If the family is disturbed or threatened, the young may leave the nest and perch in branches, in order to confuse a predator.

Feeding habits

Striated Heron feeds on fish and amphibians, insects, spiders, crabs, shrimps and other shellfish, reptiles, sometimes even mice and other small mammals.

Video Striated Heron


copyright: P. de Groot Boersma


This species has an extremely large range, and hence does not approach the thresholds for Vulnerable under the range size criterion (Extent of Occurrence <20,000 km2 combined with a declining or fluctuating range size, habitat extent/quality, or population size and a small number of locations or severe fragmentation). Despite the fact that the population trend appears to be decreasing, the decline is not believed to be sufficiently rapid to approach the thresholds for Vulnerable under the population trend criterion (>30% decline over ten years or three generations). The population size is very large, and hence does not approach the thresholds for Vulnerable under the population size criterion (<10,000 mature individuals with a continuing decline estimated to be >10% in ten years or three generations, or with a specified population structure). For these reasons the species is evaluated as Least Concern.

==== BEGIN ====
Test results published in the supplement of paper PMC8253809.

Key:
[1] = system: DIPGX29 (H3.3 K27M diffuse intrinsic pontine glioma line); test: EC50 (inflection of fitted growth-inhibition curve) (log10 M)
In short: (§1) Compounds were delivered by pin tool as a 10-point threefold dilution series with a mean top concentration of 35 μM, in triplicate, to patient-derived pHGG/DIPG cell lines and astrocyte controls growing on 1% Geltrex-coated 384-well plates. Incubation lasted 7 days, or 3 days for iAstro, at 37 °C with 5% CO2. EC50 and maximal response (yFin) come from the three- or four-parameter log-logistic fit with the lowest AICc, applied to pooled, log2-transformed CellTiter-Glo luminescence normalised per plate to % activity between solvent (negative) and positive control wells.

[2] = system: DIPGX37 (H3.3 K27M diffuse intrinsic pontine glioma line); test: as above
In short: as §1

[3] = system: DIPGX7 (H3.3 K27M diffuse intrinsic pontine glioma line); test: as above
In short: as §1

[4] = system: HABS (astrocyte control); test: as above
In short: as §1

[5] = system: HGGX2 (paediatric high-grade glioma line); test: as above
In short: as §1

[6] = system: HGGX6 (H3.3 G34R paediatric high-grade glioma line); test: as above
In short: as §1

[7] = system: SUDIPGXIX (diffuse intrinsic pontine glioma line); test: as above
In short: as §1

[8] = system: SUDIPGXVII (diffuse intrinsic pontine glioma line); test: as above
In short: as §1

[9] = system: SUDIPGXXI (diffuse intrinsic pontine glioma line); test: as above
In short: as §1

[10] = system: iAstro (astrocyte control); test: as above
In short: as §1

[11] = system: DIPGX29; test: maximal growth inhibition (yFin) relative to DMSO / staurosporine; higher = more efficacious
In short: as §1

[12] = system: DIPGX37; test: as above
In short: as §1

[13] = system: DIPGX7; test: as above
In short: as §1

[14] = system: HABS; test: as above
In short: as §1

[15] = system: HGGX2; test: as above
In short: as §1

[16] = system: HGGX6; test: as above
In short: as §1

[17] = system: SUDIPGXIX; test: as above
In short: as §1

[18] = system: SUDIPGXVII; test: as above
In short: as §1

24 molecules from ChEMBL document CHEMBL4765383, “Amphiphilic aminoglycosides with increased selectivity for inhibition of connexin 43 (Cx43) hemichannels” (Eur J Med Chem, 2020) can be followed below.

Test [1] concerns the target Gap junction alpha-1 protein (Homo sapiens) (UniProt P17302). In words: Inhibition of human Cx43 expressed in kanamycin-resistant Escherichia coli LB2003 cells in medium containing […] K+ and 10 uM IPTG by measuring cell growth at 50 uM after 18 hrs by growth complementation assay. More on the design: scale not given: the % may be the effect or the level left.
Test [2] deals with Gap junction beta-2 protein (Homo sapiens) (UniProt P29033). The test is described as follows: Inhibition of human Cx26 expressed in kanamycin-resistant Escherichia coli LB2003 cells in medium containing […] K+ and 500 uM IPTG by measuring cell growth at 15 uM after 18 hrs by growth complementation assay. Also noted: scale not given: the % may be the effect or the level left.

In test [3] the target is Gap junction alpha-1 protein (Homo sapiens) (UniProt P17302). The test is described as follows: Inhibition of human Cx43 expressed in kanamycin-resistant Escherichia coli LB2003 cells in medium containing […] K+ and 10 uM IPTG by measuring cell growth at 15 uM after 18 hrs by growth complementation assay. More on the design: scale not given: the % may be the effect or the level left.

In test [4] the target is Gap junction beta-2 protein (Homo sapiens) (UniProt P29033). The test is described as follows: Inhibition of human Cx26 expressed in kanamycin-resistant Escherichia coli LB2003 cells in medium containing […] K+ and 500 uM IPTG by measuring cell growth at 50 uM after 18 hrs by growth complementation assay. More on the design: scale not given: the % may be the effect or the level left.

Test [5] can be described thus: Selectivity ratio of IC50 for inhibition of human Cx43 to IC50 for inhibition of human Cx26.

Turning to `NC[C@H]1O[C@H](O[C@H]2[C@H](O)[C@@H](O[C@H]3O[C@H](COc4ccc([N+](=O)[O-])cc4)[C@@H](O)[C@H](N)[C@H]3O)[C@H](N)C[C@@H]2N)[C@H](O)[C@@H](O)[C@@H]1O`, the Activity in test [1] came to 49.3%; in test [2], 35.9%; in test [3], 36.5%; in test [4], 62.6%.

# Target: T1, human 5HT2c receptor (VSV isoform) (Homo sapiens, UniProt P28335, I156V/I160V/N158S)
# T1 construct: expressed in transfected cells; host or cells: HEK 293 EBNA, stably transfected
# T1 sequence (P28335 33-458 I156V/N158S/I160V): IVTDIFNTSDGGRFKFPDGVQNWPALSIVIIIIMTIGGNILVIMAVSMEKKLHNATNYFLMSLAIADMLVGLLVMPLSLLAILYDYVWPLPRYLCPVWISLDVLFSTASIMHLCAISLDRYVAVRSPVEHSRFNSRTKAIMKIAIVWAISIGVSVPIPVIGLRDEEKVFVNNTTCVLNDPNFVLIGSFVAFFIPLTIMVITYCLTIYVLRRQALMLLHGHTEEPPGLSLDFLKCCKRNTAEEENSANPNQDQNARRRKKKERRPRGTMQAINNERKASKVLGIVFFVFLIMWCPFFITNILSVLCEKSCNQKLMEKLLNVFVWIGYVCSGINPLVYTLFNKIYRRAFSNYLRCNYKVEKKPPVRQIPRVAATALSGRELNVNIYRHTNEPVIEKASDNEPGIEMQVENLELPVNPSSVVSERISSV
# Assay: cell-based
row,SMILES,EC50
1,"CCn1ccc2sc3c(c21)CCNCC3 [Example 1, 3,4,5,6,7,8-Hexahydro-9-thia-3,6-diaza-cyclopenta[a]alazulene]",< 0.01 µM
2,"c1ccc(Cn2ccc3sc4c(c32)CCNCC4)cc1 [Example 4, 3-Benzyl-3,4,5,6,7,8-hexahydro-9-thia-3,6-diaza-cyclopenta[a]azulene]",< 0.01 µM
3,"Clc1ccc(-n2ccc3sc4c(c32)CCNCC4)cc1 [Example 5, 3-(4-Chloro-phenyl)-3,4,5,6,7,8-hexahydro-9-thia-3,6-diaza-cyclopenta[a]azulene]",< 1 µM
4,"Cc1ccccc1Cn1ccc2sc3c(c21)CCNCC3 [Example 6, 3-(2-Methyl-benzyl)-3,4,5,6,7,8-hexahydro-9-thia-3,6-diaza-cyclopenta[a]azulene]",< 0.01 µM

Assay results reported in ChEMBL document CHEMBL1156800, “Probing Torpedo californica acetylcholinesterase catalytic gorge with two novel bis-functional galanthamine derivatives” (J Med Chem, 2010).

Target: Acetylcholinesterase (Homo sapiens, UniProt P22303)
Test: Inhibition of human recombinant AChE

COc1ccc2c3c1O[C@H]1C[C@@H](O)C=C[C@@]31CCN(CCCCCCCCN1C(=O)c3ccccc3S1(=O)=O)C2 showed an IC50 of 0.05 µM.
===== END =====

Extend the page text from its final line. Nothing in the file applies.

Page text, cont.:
Striated Heron is generally resident in its range. It usually fishes at dusk and during the night, but also sometimes during the day foraging into the marsh dense vegetation. But it sometimes fishes during the day, in urban areas, where we can see it walking slowly on the shore of a pond, or perched on a pier or a boat. We often meet it in a compact position, in egg-shaped posture, perched on a branch above water, looking intentionally elsewhere.
Its plumage is a very good camouflage. It usually hunts under cover, rarely in open area, waiting from a elevated position to strike quickly, it also may jump, dive or swim after its prey. Or it stirs up and scrapes the water surface to attract prey by movement. But the most stunning fact is that it knows how to attract them. It captures an insect and drops it to the surface, which of course, attracts fish or other preys. It also catches flying insects.
Striated Heron status Least Concern


Majority of races sedentary, most northerly races migratory. Race virescens passes through USA mostly in September-October, wintering from Florida, Southern Texas and Mexico to West Indies and Northern South America, from Ecuador to Surinam, moves by day or night. Both sexes return to breeding zones at same time, in March-April. General tendency towards post-breeding dispersal, sometimes leading to irruptions. Also recorded as vagrant, race virescens crossing Atlantic or far into Pacific.

Distribution map

Striated Heron distribution range map


Title The Relation of Hunting Site Changes to Hunting Success in Green Herons and Green Kingfishers
Author(s): Burr J. Betts Donna L. Betts
Abstract: Considerable information is available on the feedi..[more]..
Source: Condor: Vol. 79, No. 2

download full text (pdf)